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Annals of Forest Science

, Volume 71, Issue 7, pp 761–770 | Cite as

Stem taper function for sweet chestnut (Castanea sativa Mill.) coppice stands in northwest Spain

  • María Menéndez-MiguélezEmail author
  • Elena Canga
  • Pedro Álvarez-Álvarez
  • Juan Majada
Original Paper

Abstract

• Context

Despite the economic importance of Castanea sativa Mill. in northwest Spain, studies of its growth and yield are practically non-existent.

• Aims

A compatible system formed by a taper function, a total volume equation, and a merchantable volume equation was developed for chestnut (C. sativa Mill.) coppice stands in northwest Spain.

• Methods

Data from 203 destructively sampled trees were used for the adjustment. Outliers were removed with a non-parametric local adjustment, providing a final data set of measurements taken from 3,188 sections which was used to test five taper models (compatible and non-compatible). A second-order continuous autoregressive error structure was used to model the error term and account for autocorrelation. Presence of multicollinearity was evaluated with the condition number. Comparison of the models was carried out using overall goodness-of-fit statistics and graphical analysis.

• Results

Results show that the models developed by Fang et al. in For Sci 46: 1–12, 2000 and Kozak in For Chron 80, N 4: 507–515, 2004 were superior to other equations in predicting diameter for chestnut coppice stands.

• Conclusion

The compatible volume system developed by Fang et al. in For Sci 46: 1–12, 2000 was finally selected as it provided the best compromise between describing stem profile and also estimating merchantable height, merchantable volume, and total volume and therefore provides the first specific tool for more effective management of chestnut coppice stands.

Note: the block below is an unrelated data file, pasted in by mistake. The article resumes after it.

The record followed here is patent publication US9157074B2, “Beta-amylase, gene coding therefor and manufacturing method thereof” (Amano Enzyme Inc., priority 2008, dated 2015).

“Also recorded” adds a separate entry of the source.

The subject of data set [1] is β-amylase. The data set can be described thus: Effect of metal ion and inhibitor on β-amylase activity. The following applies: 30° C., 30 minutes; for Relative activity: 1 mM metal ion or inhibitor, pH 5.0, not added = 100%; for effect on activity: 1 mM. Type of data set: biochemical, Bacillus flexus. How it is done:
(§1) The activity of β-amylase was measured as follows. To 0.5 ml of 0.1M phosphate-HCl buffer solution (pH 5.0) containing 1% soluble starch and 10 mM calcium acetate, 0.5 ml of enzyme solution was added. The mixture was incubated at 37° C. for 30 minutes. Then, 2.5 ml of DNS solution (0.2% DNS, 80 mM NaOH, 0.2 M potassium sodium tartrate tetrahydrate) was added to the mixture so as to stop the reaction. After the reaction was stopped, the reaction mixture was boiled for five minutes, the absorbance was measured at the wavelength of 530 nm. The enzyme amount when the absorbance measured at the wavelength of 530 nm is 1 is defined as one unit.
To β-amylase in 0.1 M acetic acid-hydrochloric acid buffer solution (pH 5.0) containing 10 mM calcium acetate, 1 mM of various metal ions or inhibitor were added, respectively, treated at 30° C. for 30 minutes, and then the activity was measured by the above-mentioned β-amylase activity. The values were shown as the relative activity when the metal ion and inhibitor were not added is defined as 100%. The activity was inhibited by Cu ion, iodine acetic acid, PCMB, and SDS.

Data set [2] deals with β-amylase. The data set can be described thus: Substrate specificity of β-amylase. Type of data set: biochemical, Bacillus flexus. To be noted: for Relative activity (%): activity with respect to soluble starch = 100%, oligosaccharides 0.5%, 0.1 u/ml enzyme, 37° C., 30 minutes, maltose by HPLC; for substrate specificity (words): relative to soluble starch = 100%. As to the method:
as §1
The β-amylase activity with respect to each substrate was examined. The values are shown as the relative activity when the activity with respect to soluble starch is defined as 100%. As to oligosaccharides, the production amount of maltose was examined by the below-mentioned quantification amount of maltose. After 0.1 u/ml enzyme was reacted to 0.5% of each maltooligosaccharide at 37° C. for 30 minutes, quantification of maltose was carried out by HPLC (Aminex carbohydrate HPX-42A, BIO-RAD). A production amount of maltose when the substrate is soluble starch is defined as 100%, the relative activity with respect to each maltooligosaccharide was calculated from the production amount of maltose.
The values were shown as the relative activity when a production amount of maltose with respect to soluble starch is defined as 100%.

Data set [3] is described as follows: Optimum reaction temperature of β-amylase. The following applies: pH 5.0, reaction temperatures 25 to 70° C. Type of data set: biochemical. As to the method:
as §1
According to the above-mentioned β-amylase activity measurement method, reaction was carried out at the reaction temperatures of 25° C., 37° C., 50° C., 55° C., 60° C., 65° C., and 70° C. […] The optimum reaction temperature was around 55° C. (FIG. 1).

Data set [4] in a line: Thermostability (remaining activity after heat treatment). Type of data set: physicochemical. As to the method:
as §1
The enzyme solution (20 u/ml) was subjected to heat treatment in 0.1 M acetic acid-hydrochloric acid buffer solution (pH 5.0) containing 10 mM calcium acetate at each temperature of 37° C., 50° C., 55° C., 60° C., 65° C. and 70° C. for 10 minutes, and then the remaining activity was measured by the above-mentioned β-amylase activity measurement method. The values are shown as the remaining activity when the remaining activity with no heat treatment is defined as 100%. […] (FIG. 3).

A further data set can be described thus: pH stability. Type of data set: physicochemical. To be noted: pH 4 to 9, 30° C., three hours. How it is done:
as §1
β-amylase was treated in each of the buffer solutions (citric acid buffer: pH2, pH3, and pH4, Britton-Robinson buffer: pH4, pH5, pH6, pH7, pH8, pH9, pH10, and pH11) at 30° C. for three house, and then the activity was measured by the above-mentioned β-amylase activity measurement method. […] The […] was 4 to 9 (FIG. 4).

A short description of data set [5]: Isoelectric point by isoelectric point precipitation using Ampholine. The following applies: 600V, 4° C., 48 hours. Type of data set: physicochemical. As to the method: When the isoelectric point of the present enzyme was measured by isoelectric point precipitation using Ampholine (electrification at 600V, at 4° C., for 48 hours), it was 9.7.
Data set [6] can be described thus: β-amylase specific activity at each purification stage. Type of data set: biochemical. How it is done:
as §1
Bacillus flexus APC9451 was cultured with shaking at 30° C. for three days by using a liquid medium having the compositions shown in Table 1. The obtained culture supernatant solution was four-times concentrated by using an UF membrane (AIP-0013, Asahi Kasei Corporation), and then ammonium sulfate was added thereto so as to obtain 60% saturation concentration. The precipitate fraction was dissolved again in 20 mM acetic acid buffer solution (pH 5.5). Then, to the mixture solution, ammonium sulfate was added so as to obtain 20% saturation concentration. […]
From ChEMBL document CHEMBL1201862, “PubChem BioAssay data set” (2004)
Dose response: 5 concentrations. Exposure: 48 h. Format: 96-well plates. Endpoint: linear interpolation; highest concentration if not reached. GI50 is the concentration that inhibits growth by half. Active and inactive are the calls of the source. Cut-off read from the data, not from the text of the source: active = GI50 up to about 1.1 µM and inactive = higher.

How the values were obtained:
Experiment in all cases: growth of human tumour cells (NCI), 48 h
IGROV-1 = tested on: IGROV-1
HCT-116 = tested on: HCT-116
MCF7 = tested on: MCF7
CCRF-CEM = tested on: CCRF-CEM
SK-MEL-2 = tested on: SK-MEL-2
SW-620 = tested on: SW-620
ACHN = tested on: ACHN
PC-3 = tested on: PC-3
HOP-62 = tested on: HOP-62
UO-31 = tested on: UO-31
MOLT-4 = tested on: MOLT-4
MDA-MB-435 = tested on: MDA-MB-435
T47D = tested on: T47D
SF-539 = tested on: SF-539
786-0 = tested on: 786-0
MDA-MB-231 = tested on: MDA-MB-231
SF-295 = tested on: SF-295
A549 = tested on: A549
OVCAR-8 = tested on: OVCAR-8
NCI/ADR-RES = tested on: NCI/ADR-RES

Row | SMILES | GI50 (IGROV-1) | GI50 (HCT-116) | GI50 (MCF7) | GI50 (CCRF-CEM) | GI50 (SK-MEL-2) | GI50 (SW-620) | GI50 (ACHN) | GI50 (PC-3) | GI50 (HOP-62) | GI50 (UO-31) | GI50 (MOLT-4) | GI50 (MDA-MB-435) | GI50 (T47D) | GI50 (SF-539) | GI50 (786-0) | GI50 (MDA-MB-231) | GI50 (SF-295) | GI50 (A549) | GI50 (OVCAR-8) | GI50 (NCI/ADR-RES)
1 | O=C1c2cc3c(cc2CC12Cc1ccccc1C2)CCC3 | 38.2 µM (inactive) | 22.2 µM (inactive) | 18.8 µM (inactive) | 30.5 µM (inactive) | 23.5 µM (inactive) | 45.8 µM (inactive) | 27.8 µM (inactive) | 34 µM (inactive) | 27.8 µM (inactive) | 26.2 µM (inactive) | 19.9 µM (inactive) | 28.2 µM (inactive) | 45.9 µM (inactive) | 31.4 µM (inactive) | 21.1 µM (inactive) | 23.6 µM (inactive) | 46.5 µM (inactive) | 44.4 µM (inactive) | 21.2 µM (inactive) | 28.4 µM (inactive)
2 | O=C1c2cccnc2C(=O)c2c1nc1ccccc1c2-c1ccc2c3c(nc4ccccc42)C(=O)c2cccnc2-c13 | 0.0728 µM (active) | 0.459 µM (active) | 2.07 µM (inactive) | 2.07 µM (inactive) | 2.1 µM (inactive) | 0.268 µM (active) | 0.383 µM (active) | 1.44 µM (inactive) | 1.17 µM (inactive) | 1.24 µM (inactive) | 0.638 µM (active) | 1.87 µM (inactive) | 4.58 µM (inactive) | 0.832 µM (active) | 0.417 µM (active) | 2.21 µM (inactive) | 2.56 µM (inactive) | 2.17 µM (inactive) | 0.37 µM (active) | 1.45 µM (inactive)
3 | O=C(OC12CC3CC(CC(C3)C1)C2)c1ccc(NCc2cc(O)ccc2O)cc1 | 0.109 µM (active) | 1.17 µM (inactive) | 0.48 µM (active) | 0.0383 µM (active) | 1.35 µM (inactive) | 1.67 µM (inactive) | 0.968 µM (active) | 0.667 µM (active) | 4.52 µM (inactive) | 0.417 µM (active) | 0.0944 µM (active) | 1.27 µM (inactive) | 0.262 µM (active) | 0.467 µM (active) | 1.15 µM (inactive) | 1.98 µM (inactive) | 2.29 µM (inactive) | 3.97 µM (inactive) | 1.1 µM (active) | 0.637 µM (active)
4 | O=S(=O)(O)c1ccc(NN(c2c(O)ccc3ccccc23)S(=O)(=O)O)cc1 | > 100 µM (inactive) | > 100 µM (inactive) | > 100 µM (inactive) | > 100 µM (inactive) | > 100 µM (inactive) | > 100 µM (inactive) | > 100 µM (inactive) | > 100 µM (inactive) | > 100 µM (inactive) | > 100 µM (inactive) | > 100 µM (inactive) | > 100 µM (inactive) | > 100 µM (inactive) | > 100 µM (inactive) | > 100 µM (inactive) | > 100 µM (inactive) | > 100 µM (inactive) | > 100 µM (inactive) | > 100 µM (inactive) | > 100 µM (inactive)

Keywords

Chestnut coppice Volume system Segmented model Compatible equations 

Notes

Acknowledgments

The authors thank Forest Services (Government of the Principality of Asturias) and the private owners who allowed the establishment of the permanent plots necessary for the development of the study. The authors are grateful to the University of Oviedo, which provided the validation data.

Funding

This study was supported by the Spanish Ministry of Science and Innovation (MICIN) and the Plan for Science, Technology and Innovation of the Principality of Asturias (PCTI) as part of the research project “Forest and industrial evaluation of Spanish chestnut” (VALOCAS).

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Copyright information

© INRA and Springer-Verlag France 2014

Authors and Affiliations

  • María Menéndez-Miguélez
    • 1
    Email author
  • Elena Canga
    • 1
  • Pedro Álvarez-Álvarez
    • 2
  • Juan Majada
    • 1
  1. 1.Forest and Wood Technology Research Centre (CETEMAS)Grado, AsturiasSpain
  2. 2.Research Group in Atlantic Forests (GIS-Forest), Department of Organisms and Systems Biology, Escuela Politécnica de Mieres (EPM)University of OviedoMieresSpain

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